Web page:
One of the other reasons was that we wanted to showcase our innovative company to the world. We have a bunch of scientists, mathematicians and engineers that – in a matter of weeks – put together a complete, highly sophisticated metabolic chamber. It would usually cost about $2 million to build, but we did it for R200,000 using off-the-shelf components and the help of a number of benefactors.
Since then, we’ve moved to conducting all our gold standard testing in collaboration with university partners. For instance, we recently partnered with the Sports Physiology Lab at Stellenbosch University to test between 50 and 100 overweight and obese people, and now we are back to testing extreme athletes again.
Can you share with us some of the projects LifeQ is currently working on?
We’ve started on a medical platform validation project. We’ve partnered with a number of hospital groups, healthcare professionals and application providers, basically all the people that can deliver high value information through apps and services and LifeQ is the central gluing agent.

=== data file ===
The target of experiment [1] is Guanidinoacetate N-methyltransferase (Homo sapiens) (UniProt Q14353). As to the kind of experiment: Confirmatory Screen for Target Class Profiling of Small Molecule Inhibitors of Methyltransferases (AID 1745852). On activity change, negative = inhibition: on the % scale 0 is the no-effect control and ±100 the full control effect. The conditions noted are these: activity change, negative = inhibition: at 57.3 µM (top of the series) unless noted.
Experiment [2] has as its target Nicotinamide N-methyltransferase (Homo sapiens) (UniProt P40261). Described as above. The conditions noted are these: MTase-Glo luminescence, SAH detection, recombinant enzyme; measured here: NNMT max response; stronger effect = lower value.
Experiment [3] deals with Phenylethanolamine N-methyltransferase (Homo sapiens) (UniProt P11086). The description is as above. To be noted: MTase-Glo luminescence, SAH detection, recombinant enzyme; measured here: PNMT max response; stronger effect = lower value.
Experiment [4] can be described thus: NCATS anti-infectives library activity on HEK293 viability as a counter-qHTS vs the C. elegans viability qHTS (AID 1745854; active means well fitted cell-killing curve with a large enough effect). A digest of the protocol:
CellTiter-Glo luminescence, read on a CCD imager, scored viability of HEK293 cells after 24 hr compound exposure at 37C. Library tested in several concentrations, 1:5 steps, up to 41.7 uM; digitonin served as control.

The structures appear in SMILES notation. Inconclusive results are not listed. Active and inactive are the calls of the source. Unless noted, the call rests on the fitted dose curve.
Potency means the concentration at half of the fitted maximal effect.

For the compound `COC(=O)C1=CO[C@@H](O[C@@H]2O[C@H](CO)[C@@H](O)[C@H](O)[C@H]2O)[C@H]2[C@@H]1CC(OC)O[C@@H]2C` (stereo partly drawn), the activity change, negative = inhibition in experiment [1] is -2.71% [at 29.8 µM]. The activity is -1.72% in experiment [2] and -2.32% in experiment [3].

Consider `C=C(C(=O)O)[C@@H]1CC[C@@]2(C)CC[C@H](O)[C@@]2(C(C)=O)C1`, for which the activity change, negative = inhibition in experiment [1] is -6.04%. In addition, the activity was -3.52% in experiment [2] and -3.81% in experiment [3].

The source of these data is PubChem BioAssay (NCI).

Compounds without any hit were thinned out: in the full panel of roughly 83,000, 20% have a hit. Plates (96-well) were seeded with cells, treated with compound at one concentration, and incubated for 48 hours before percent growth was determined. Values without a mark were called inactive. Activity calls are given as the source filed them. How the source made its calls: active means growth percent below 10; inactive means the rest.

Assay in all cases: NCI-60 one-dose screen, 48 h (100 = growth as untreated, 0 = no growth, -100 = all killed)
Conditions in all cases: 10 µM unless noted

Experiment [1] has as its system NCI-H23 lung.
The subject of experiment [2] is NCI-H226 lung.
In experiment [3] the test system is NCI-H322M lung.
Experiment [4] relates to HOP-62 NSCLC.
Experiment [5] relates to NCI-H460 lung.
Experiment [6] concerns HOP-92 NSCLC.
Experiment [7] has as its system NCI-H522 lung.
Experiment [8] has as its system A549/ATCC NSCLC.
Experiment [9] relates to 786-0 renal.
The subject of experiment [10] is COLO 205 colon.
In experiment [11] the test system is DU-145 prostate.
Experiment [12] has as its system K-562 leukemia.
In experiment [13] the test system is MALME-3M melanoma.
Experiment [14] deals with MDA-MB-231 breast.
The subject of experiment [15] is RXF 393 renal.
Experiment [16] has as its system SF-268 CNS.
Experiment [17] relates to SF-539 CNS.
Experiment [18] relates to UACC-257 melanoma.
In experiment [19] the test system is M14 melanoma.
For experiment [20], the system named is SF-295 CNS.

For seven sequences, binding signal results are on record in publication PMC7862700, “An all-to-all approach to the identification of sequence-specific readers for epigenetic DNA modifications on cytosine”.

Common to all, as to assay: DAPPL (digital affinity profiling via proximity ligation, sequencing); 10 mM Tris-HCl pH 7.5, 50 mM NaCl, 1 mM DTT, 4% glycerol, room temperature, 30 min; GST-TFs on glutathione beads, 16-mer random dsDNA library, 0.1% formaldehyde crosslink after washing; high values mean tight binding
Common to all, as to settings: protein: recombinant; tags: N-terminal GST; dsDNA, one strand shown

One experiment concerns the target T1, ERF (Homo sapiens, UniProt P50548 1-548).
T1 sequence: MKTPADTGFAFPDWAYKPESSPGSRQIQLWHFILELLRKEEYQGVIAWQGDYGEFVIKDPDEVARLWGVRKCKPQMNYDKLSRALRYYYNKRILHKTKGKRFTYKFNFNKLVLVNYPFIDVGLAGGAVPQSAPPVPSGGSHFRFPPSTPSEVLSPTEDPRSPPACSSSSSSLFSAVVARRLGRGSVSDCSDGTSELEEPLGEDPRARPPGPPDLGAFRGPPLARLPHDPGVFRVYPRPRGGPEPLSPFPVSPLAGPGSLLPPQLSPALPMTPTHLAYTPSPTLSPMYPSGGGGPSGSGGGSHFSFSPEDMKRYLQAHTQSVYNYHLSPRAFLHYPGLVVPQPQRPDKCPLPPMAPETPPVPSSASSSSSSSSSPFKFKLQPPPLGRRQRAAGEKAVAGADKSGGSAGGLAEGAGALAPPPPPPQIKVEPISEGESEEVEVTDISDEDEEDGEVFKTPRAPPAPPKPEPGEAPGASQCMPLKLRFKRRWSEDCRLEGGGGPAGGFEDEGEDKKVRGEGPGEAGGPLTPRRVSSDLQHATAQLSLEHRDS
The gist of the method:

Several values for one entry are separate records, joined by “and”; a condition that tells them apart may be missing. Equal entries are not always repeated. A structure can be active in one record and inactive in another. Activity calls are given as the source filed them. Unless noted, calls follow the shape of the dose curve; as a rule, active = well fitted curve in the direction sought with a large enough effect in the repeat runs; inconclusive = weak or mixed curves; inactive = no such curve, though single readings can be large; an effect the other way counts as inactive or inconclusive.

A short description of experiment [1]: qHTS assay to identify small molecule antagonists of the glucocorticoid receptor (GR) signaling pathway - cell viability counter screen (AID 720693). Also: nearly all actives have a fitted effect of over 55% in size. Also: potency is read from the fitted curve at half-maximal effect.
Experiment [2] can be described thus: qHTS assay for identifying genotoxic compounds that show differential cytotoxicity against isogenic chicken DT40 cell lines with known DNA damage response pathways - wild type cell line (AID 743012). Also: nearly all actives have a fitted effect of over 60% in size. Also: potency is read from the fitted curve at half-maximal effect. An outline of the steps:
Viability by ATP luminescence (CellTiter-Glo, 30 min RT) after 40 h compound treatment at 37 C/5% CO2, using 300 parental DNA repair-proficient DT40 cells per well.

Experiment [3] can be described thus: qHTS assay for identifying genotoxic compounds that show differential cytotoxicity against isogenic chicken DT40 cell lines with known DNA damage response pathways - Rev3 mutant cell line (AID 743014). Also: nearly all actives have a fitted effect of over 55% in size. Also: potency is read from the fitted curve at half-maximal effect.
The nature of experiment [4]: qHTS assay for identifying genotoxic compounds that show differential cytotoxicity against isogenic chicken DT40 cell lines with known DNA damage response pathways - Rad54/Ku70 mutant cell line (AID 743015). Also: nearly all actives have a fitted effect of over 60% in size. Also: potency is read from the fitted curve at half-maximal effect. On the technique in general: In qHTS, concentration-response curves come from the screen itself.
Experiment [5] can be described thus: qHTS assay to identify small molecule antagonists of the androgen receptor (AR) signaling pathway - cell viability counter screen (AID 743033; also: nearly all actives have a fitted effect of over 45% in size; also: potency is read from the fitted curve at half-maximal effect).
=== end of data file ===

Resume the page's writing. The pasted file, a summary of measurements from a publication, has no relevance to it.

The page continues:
We’re also now building an implant that will be implanted in me. It’s not for the mainstream market, but rather to showcase where wearables are going. The implant was designed to measure my oxygen levels, heart rate and heart rate variability continuously and in real-time. It will be powered through my skin and stream the information back to a mobile phone, so no battery will be required.
Any final messages you’d like to leave us with?
There’s only one way we can solve the healthcare problem, and that’s if we build ecosystems around our expertise.
Interested companies and parties are welcome to contact our company to find out about forming partnerships. We’re also constantly looking for employees who are looking for a challenge, so anyone with a strong sciences, science technology, engineering or mathematics background is welcome to apply.